Students celebrate season of Lent

Victoria Garcia

It can be as simple as giving up cookies or as serious as daily meditation, but what’s certain is that the season of Lent is recognized by its followers as a time of soul-searching, reflection and, most importantly, sacrifice.

More commonly known as the 40-day period before Easter, this year Lent began on Feb. 6, Ash Wednesday, and is set to end on March 22, one day prior to Easter Sunday. Originating in the earliest days of the Church, the season is celebrated in some form or another by all churches that have a continuous history extending before 1500 A.D.

Patti Lyon, director of the Catholic Campus Center, explained that the way people choose to celebrate Lent is open to a number of vast possibilities. However, those of the Catholic faith usually follow somewhat uniform guidelines.

“It’s a time where we are asked by God to fast, pray and give alms [donations to the poor],” said Lyon. “It prepares us for the wonderful celebration of Easter.”

Catholics who are 14 years of age and older are instructed to refrain from the consumption of meat on Ash Wednesday, Good Friday and all of the Fridays during the Lent season. In addition, fasting is to be observed by all Catholics between the ages of 18 and 59.

On days of fasting one full meal is allowed, with the exclusion of any kind of meat. Two smaller meals, sufficient to maintain strength, may be taken according to need, but these two meals should not equal another full meal when put together. While eating between meals is not permitted, liquids are always allowed.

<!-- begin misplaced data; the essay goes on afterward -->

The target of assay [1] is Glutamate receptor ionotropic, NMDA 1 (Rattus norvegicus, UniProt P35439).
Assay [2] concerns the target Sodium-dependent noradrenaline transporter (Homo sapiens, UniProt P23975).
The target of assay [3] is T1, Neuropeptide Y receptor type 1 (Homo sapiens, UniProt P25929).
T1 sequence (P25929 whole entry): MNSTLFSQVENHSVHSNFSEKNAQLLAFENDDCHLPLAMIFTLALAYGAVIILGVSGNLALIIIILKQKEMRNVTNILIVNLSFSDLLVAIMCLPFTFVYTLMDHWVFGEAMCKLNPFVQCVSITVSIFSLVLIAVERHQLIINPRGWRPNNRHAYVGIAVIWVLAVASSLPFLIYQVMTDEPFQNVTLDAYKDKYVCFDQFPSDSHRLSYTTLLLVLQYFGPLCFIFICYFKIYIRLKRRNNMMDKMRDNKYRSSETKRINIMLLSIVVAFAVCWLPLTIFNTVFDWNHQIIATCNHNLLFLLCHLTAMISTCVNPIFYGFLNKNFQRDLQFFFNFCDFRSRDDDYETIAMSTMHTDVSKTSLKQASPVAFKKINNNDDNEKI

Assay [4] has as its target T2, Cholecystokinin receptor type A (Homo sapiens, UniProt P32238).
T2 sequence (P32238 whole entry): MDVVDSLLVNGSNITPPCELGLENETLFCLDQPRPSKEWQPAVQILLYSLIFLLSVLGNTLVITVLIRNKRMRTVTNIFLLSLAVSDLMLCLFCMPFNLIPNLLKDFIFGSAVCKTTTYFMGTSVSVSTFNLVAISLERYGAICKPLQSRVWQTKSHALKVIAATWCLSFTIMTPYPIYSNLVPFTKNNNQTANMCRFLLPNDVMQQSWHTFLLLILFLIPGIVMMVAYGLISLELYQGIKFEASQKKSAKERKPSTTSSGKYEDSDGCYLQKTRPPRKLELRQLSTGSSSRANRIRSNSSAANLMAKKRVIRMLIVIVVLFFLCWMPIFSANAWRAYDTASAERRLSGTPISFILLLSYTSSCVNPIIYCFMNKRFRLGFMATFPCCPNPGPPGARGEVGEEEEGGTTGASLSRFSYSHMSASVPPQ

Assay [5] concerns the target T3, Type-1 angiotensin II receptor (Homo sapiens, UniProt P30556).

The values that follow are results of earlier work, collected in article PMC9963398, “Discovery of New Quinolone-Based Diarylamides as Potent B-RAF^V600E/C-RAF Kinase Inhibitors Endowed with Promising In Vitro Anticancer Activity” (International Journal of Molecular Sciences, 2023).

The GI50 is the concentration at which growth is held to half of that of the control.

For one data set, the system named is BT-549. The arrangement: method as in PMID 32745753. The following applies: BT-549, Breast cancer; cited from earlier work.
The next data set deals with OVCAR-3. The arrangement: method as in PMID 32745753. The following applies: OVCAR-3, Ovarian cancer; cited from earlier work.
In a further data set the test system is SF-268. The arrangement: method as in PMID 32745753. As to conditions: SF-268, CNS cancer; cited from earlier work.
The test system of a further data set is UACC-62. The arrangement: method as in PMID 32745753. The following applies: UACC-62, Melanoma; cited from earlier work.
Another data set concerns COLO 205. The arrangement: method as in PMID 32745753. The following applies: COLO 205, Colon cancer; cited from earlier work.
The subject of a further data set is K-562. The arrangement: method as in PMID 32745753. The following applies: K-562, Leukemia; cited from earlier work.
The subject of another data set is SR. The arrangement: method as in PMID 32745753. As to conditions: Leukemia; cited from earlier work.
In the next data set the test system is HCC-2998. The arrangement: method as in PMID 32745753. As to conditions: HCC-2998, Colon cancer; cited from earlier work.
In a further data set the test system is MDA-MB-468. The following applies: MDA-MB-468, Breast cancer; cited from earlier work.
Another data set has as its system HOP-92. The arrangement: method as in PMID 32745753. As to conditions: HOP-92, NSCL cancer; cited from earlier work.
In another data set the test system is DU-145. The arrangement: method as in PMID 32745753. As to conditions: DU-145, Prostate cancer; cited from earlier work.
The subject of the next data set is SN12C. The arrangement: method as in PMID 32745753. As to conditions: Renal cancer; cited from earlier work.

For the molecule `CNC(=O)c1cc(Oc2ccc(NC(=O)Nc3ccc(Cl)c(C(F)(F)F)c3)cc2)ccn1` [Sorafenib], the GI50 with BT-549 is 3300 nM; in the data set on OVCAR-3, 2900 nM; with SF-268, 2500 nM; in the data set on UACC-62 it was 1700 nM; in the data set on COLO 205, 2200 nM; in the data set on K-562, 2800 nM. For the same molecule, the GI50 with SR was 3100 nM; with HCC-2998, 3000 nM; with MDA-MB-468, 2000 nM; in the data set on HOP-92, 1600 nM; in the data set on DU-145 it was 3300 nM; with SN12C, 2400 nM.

“Fasting and abstaining from meat gives followers an idea of just how much Christ himself sacrificed while out in the wilderness for 40 days,” said Lyon. “In many ways it forces us to challenge our own capitalist, materialistic behaviors.”

Washburn student and CCC member Sam Grief decided to give up coffee for this year’s Lent season.

“This time before Easter always reminds me of how much I have to be thankful for and all the things that God has given up for me to be here today,” said Grief.

Grief explained that while she is usually very good about not breaking her Lent sacrifices and observing the fast, she admits that her hectic life as a college student has made staying aware of her sacrifices a bit harder.

Fellow CCC member and Washburn student Adam Stephenson was inspired by a close friend to simplify his own life and chose to focus on the process of self-improvement during Lent.

“I’ve been using this time to look into different parts of my life and essential de-clutter in regards to my way of living,” said Stephenson. “Lent has always been a favored time for me because it’s so powerful to give something up and understand what we need and what God wants for us.”

Natasha Murray-Norman, Campus Ministry pastor, explained that fasting or sacrificing essentially imitates the sacrifices that God made for everyone. While some might think they have to give up something big to adequately participate in the Lent process, she expressed that those who are just beginning to explore Lent should start with something small and work up to bigger sacrifices as they grow more comfortable.

“During the Lent season people can sacrifice anything,” said Murray-Norman. “The basic idea is for them to look into their own life and examine what items or activities might be hindering them from having a closer relationship with God. The emphasis is on Him. We should be asking ourselves, ‘Because He sacrificed himself, what can I do to show that I love Him?'”